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A fisherman throws a net in the River Tista in Bangladesh

A fisherman fishes in the River Tista in Panjarbhanga, Bangladesh. (Image courtesy FAO/Mohammad Rakibul Hasan)

University of Michigan
Small-scale fisheries are critically important to communities around from the world, from Alaska to Senegal, but they don't receive attention on a global level.

Mario Arvelo, Committee on World Food Security Chair, speaks at the introductory session to kick off day one of CFS 46. (Dan Reed/PlanetForward.org)

Planet Forward Correspondent | SUNY-ESF
The cool thing about traveling with people you don’t know is the opportunity to figure out who you really are, or at least who you want to be. You can realign with your beliefs and opinions about whatever is going on in the world.

The First Lady of Colombia, María Juliana Ruiz Sandoval (third from left), and director of nutrition at the World Food Programme, Lauren Landis (second from the right), are panelists for the session "Innovation and Agroecology: A Path to Sustainability" at CFS 46. (Kim Ossi/PlanetForward.org)

Planet Forward Correspondent | University of Mississippi
Technology has touched every sector and aspect of humankind and the food sector is no different. The digital invasion in the agricultural industry is underway. However, these “intruders” are bringing positive changes.

Planet Forward storytellers at FAO headquarters in Rome, Italy, from left: Matilda Kreider, George Washington University; Marisa Umeh, University of California-Berkeley; Lindsay Eberhart, SUNY-ESF; and Rohan Agrawal, University of Mississippi. (Dan Reed/PlanetForward.org)

Planet Forward
Editor's note: This series is generously sponsored by the UN-FAO. All editorial content is created independently.  The 46th annual Committee on World Food Security (CFS) conference brought together leaders from around the world, working toward a... Read More
Matilda Kreider next to FAO sign

Matilda Kreider in the entrance hall to the Committee on World Food Security Conference at FAO headquarters in Rome. (Marisa Umeh/UC-Berkeley)

University of Michigan
At the end of our time in Rome, I spent a day exploring the ancient city of Pompeii. Just as Pompeii experienced a catastrophic environmental event in 79 A.D., we in 2019 are facing down climate change on a global scale.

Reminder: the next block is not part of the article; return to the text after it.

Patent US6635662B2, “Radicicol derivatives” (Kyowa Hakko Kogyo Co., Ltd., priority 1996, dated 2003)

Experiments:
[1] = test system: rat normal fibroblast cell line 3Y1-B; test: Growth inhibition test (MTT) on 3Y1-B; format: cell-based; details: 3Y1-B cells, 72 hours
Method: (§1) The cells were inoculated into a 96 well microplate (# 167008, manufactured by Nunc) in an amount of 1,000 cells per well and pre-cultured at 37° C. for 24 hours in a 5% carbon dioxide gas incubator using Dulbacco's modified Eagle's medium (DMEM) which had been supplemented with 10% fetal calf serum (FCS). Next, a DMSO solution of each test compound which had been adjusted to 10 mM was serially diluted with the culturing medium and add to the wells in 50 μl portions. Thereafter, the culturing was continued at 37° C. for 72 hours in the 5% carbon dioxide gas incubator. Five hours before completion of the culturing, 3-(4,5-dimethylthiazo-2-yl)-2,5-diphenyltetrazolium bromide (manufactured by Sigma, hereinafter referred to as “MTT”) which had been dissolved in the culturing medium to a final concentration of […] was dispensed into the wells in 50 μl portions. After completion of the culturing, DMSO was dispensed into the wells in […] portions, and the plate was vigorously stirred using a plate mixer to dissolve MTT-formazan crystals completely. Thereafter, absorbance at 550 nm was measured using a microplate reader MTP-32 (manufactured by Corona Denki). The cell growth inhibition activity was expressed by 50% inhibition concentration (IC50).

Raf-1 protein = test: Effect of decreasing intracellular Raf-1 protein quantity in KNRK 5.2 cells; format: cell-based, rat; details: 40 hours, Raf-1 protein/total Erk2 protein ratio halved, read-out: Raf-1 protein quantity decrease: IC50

Marisa Umeh attends a session during the Committee on World Food Security Conference in October 2019 at the UN-FAO in Rome. (Kim Ossi/PlanetForward.org)

University of California, Berkeley
I found it comforting to know that in a highly polarized political climate, countries are willing to put aside their differences to ensure that the most vulnerable in their society are able to thrive.

Lindsay Eberhart listens to panelists during a youth-centered session on Friday, Oct. 18, 2019. (Kim Ossi/PlanetForward.org)

Planet Forward Correspondent | SUNY-ESF
When I entered the headquarters of the FAO on Monday morning, I knew the week ahead would include breakthroughs and realizations — not only for myself, but for the world. 

Rohan Agrawal at the Committee on World Food Security Conference in October 2019. (Dan Reed/PlanetForward.org)

Planet Forward Correspondent | University of Mississippi
I had impatiently waited to attend the Committee on World Food Security for the past four months. Little did I know that I was about to step inside a place that would dramatically change my perspective on global issues.
Alwin Kopse, Swiss Federal Office for Agriculture

Alwin Kopse, of the Swiss Federal Office for Agriculture, speaks at the Committee on World Food Security 45 side event titled, "Agriculture is not cool? Think again. Closing the generation gap."

Planet Forward Senior Correspondent | University of Mississippi
In the final part of our four-part series, A Zero Hunger Future, University of Mississippi student Terrius Harris looks at the truth about youth involvement in agriculture — and how we might encourage more young people to join the industry.

On screen, Mario Arvelo, Chair of the Committee on World Food Security, makes his opening statement at the Committee on World Food Security Conference in October 2018. (Planet Forward)

George Washington University
For part three of our series, A Zero Hunger Future, GW student Arianna Dunham reports hunger has been on the rise since 2014, but the U.N. hopes to end world hunger by 2030. How do global leaders plan to reverse the trend?

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